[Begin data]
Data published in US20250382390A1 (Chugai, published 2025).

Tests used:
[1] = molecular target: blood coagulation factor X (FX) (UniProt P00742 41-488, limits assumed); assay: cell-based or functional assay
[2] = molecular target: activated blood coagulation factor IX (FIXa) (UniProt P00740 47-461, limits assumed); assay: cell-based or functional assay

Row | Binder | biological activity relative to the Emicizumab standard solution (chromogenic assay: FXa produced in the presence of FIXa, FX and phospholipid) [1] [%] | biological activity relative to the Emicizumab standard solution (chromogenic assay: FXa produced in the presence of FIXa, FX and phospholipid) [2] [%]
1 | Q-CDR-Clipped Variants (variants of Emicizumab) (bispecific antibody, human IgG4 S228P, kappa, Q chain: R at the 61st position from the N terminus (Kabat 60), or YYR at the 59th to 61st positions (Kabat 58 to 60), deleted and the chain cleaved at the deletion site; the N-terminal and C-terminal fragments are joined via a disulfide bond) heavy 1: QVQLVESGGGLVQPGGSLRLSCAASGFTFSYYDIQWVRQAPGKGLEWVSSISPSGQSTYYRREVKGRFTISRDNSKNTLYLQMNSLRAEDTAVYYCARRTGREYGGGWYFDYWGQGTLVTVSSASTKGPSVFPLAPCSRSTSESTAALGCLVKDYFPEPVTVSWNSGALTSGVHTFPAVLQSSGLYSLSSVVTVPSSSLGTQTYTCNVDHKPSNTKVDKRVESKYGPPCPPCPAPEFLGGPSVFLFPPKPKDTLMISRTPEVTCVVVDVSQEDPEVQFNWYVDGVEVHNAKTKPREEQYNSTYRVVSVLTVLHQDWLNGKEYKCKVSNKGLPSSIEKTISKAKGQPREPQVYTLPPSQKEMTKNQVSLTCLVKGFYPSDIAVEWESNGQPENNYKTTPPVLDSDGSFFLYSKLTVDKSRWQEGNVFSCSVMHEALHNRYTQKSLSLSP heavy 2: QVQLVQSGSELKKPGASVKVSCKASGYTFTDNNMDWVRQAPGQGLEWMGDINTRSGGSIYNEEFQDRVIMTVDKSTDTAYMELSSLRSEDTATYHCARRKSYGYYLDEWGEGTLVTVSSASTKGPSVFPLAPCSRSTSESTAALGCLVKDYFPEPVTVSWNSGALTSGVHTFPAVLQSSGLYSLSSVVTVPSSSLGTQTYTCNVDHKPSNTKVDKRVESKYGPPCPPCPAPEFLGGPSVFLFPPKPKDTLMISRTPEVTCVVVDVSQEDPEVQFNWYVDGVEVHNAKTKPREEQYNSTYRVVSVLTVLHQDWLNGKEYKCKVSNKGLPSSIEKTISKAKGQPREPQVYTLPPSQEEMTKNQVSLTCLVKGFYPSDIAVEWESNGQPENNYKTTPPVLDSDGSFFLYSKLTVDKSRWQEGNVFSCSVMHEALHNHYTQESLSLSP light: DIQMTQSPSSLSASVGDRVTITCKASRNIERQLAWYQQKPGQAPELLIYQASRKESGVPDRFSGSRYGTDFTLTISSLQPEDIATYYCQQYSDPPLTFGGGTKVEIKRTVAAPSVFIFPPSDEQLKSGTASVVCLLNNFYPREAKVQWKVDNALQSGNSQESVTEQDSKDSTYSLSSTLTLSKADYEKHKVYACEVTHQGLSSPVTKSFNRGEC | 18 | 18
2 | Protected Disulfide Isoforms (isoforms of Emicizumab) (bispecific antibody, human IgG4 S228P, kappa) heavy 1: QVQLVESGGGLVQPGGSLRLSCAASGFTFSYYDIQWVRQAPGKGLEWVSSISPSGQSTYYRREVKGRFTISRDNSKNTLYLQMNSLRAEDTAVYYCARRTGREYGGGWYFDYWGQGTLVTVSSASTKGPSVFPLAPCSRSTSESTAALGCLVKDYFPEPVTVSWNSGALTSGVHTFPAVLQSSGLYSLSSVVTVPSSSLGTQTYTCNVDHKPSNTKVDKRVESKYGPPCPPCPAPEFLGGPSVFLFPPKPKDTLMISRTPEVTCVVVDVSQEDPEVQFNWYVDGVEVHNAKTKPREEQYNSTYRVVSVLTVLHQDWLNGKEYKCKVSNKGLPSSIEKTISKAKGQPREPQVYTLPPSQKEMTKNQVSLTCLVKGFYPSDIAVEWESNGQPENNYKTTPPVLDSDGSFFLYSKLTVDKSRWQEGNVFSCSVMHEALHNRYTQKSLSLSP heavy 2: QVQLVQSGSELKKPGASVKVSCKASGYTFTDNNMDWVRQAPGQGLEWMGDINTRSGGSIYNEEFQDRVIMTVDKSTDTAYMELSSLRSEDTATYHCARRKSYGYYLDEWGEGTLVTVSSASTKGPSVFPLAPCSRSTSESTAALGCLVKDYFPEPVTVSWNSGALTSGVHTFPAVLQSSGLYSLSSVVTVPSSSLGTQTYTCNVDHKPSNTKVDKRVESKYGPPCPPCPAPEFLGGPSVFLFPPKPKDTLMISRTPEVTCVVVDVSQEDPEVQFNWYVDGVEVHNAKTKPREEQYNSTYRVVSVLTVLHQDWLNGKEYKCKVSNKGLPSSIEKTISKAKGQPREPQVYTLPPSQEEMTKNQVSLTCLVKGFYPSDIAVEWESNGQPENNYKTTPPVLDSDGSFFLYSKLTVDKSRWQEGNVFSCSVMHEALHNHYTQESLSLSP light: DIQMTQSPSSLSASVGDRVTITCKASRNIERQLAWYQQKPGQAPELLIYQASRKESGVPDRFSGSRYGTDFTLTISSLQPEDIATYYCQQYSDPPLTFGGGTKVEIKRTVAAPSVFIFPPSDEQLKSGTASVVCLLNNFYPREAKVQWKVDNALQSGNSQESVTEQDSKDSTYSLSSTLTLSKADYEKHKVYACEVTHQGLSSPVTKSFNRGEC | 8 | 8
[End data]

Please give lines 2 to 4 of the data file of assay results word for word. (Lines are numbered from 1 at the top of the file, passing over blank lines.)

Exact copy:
Tests used:
[1] = molecular target: blood coagulation factor X (FX) (UniProt P00742 41-488, limits assumed); assay: cell-based or functional assay
[2] = molecular target: activated blood coagulation factor IX (FIXa) (UniProt P00740 47-461, limits assumed); assay: cell-based or functional assay